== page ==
@two_bitcowboy

I agree with the BenRiach and Ardmore Traditional Cask (maybe the sweetest peaty one I've had). I especially enjoyed the BenRiach 21 year old Authenitcus.

Others I like include Jura Prophesy, Edradour's Ballechin # 6 Bourbon Cask, Longrow (all), Springbank (subtle peat), Arran Machrie Moor (more subtle yet, Batch 1 was especially notable), Benromach Peat Smoke Batch 4 (a real peach of a non-Islay peaty whisky), and Ledaig 10 (the drag strip malt: burnt rubber and all).

11 years ago 2Who liked this?

@Abunadhman
Abunadhman replied

+1 Ardmore 'Traditional Cask'! I don't think of it as an essentially peated 'drop', just a beautifully balanced, delicious, affordable Whisky that speaks to me. If I had to design a Whisky, this would be my model, without question: Occasionally, I might like to see a couple of more years on the particular bottle I have open, not often though and the freshness of younger casks is part of its' charm.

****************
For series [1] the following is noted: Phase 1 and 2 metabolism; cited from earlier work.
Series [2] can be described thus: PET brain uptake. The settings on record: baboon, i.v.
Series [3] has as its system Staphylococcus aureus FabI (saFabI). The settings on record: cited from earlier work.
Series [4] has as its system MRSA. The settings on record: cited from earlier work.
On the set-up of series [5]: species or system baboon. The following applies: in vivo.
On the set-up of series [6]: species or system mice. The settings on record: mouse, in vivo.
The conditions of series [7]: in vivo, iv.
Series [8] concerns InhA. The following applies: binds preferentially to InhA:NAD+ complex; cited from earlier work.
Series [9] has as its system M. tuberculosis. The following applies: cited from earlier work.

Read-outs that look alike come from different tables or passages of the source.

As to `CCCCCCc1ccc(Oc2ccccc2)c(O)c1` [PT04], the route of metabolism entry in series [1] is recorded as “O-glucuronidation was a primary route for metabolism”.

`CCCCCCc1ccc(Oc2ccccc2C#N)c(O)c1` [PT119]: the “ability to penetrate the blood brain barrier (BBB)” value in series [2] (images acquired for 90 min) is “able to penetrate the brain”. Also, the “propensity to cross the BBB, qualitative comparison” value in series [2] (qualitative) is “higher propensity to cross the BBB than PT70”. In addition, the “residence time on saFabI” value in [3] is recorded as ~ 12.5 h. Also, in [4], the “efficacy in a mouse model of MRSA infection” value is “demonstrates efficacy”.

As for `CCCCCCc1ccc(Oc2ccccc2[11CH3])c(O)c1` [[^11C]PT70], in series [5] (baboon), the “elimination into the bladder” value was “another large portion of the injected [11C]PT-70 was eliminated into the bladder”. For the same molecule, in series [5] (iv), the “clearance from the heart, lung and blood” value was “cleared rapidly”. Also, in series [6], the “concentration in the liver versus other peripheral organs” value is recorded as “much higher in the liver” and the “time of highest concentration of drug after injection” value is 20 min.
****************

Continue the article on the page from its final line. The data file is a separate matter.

Slainte!

11 years ago 1Who liked this?

@MacBaker62
MacBaker62 replied

Though only moderately peated, I love Talsiker for it's complexity, and the wonderful mix of peat and hot pepper that is singularly unique! I've tried and recommend both the 10 and 18 year old expressions. I was less than impressed with the Distiller's Edition, which took on an odd BBQ flavor that dominated over the pepper and peat. I'd love to try 57°North and the new Storm releases, but they are not readily available in the US market yet.

11 years ago 1Who liked this?

@MacBaker62
MacBaker62 replied

Has anyone tried McCarthy's Oregon Single Malt? It's been compared favorably to a young Lagavulin in taste and complexity! It's made from peated barley imported from Scotland, and it's a very smoky whiskey that is unlike anything else made in the US!